Background: The two aims of the study were, first to estimate the declared two-year coverage of breast cancer and cervical cancer screenings, and second to determine the main factors influencing female cancer screening behaviors.
Methods: Three groups of women from the 2003 French decennial health interview survey were analyzed: 3378 women aged 50-74 years who answered the question on mammography use, 7912 women aged 25-65 years who answered the question on Pap-smear use, and 2528 women aged 50-65 years who answered both questions.
Results: The declared coverage of breast cancer screening was 71.2%, the declared coverage of cervical cancer screening was 76.3%. Almost 18% of women declared having undergone neither a mammography nor a Pap-smear in the last two years. The main factor linked to a more frequent practice of one or both cancer screenings (breast or cervix) was to have undergone recently the other screening. The other factors linked to mammography use were mainly healthcare and practitioner access variables. Those linked to Pap-smear use were mainly socioeconomic and socio-demographic variables, healthcare and practitioner access variables being also linked. The main factors linked to having undergone none of these two screenings were of financial nature, particularly household income and home ownership.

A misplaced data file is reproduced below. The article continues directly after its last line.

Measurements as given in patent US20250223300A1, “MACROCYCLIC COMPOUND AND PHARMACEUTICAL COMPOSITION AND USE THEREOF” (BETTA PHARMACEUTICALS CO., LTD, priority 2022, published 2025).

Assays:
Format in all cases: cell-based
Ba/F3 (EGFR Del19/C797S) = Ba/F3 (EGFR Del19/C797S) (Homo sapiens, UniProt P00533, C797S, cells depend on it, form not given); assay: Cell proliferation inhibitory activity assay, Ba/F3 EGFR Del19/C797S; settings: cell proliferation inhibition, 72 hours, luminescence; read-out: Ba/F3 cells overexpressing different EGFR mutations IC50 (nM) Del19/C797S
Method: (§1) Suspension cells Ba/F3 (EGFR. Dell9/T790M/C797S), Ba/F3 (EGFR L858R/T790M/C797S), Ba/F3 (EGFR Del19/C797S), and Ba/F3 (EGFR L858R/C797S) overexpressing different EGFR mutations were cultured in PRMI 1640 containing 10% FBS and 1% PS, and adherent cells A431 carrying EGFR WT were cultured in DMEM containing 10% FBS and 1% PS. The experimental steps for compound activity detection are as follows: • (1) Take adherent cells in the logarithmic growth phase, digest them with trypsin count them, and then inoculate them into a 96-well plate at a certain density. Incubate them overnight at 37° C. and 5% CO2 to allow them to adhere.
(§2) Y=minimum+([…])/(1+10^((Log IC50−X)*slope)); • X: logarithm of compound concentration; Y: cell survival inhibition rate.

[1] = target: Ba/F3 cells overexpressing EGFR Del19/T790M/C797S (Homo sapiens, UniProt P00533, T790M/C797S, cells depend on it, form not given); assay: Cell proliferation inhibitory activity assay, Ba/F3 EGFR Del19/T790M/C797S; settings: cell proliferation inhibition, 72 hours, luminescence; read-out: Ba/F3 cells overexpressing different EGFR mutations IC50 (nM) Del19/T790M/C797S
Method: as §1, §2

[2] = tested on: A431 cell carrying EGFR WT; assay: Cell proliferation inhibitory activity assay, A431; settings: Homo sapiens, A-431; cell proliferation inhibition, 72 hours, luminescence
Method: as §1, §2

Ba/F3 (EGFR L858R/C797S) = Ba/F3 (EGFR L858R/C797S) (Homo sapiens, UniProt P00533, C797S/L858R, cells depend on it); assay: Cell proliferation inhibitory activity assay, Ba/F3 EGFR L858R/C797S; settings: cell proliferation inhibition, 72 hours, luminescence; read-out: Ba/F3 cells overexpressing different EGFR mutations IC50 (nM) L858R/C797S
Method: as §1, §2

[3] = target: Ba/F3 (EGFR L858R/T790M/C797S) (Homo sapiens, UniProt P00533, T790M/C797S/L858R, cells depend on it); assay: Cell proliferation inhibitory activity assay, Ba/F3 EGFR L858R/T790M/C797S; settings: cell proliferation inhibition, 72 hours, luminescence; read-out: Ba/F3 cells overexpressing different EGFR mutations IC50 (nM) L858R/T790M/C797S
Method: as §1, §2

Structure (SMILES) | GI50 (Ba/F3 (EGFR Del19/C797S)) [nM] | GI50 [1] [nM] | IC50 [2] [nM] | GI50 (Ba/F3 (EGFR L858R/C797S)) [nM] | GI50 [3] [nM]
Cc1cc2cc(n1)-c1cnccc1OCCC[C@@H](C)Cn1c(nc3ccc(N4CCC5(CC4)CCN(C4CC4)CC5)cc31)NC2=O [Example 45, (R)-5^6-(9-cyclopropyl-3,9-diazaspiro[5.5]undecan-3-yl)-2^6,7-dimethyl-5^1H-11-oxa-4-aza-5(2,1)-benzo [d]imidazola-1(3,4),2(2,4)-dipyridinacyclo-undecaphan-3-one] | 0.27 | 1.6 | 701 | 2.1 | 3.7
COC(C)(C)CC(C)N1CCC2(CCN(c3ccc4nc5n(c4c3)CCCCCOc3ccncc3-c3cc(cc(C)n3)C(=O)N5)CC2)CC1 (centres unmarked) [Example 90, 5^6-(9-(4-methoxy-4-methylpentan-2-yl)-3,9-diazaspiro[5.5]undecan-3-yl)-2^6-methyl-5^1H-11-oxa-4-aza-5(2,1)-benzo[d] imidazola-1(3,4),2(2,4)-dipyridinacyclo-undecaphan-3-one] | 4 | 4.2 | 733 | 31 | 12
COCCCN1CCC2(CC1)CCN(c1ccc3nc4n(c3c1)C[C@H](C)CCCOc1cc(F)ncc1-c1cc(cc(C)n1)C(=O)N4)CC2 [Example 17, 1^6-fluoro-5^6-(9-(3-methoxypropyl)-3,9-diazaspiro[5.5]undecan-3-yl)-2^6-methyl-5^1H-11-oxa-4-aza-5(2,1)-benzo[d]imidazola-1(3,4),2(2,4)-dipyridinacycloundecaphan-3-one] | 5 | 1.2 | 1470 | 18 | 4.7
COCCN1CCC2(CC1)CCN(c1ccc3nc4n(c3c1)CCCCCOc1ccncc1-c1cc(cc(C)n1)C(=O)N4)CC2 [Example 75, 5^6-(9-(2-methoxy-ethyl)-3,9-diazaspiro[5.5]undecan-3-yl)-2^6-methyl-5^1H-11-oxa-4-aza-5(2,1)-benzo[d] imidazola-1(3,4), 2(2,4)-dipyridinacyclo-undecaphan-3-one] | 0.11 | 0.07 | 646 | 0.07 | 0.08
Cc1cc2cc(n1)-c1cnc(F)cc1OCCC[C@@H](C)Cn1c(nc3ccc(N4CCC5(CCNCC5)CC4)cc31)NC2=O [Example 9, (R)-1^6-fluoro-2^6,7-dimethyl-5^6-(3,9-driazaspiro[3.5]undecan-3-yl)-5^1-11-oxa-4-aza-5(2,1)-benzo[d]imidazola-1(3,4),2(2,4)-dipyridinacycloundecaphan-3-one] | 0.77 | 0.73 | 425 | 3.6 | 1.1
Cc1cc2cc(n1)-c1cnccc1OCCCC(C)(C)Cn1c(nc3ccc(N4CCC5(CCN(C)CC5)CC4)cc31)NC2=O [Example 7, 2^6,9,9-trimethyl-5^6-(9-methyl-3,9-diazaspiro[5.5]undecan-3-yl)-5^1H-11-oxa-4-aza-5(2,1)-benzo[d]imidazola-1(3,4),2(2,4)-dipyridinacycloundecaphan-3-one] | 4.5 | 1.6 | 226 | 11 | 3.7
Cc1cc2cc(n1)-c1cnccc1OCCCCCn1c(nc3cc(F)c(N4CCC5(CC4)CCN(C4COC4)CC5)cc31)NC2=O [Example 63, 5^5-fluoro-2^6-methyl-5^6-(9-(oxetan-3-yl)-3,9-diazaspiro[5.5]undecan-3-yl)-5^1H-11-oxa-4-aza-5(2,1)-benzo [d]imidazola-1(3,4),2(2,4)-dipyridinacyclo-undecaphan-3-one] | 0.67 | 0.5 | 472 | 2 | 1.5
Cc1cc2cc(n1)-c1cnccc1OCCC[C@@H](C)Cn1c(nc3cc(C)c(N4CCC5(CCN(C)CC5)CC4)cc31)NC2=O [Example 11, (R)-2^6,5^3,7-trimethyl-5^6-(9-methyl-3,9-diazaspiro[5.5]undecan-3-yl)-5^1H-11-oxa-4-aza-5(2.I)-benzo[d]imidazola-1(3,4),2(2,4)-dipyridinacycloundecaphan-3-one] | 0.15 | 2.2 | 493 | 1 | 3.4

Conclusion: The study showed that it is appropriate to communicate on both screenings at the same time since they have a positive effect each other. Finally, practitioners continue to play a central role in collecting information on cancer screenings and encouraging screening in women not regularly screened.